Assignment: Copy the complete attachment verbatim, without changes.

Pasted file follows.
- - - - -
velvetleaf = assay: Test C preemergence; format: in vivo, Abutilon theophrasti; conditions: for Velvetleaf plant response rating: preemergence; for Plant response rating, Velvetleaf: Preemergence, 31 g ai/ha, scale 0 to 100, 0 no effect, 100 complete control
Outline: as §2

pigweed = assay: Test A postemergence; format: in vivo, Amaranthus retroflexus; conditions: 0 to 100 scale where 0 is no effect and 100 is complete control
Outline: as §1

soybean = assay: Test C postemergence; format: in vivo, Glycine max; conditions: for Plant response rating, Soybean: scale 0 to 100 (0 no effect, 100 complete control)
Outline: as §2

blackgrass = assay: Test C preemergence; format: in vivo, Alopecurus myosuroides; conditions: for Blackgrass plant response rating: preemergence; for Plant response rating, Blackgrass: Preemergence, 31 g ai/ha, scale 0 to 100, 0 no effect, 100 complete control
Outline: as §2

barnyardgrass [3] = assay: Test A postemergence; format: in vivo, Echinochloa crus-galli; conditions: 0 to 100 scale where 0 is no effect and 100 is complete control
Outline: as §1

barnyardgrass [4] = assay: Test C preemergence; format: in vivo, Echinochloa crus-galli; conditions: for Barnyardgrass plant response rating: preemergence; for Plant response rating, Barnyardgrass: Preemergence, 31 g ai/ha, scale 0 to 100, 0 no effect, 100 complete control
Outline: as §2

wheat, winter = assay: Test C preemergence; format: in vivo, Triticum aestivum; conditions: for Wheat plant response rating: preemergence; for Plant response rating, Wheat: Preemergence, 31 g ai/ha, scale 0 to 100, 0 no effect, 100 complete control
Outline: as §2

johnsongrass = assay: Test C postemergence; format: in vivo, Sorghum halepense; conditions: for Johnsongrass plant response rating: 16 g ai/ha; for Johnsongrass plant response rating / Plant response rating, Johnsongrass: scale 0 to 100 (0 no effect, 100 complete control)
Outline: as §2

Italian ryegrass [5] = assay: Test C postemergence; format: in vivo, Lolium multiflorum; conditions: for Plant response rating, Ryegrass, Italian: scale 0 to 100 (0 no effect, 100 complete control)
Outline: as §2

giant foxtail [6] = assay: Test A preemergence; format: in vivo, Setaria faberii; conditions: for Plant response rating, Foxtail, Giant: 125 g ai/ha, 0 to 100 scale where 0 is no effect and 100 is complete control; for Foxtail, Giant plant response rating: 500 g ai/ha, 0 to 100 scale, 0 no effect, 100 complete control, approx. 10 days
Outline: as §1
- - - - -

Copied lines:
velvetleaf = assay: Test C preemergence; format: in vivo, Abutilon theophrasti; conditions: for Velvetleaf plant response rating: preemergence; for Plant response rating, Velvetleaf: Preemergence, 31 g ai/ha, scale 0 to 100, 0 no effect, 100 complete control
Outline: as §2

pigweed = assay: Test A postemergence; format: in vivo, Amaranthus retroflexus; conditions: 0 to 100 scale where 0 is no effect and 100 is complete control
Outline: as §1

soybean = assay: Test C postemergence; format: in vivo, Glycine max; conditions: for Plant response rating, Soybean: scale 0 to 100 (0 no effect, 100 complete control)
Outline: as §2

blackgrass = assay: Test C preemergence; format: in vivo, Alopecurus myosuroides; conditions: for Blackgrass plant response rating: preemergence; for Plant response rating, Blackgrass: Preemergence, 31 g ai/ha, scale 0 to 100, 0 no effect, 100 complete control
Outline: as §2

barnyardgrass [3] = assay: Test A postemergence; format: in vivo, Echinochloa crus-galli; conditions: 0 to 100 scale where 0 is no effect and 100 is complete control
Outline: as §1

barnyardgrass [4] = assay: Test C preemergence; format: in vivo, Echinochloa crus-galli; conditions: for Barnyardgrass plant response rating: preemergence; for Plant response rating, Barnyardgrass: Preemergence, 31 g ai/ha, scale 0 to 100, 0 no effect, 100 complete control
Outline: as §2

wheat, winter = assay: Test C preemergence; format: in vivo, Triticum aestivum; conditions: for Wheat plant response rating: preemergence; for Plant response rating, Wheat: Preemergence, 31 g ai/ha, scale 0 to 100, 0 no effect, 100 complete control
Outline: as §2

johnsongrass = assay: Test C postemergence; format: in vivo, Sorghum halepense; conditions: for Johnsongrass plant response rating: 16 g ai/ha; for Johnsongrass plant response rating / Plant response rating, Johnsongrass: scale 0 to 100 (0 no effect, 100 complete control)
Outline: as §2

Italian ryegrass [5] = assay: Test C postemergence; format: in vivo, Lolium multiflorum; conditions: for Plant response rating, Ryegrass, Italian: scale 0 to 100 (0 no effect, 100 complete control)
Outline: as §2

giant foxtail [6] = assay: Test A preemergence; format: in vivo, Setaria faberii; conditions: for Plant response rating, Foxtail, Giant: 125 g ai/ha, 0 to 100 scale where 0 is no effect and 100 is complete control; for Foxtail, Giant plant response rating: 500 g ai/ha, 0 to 100 scale, 0 no effect, 100 complete control, approx. 10 days
Outline: as §1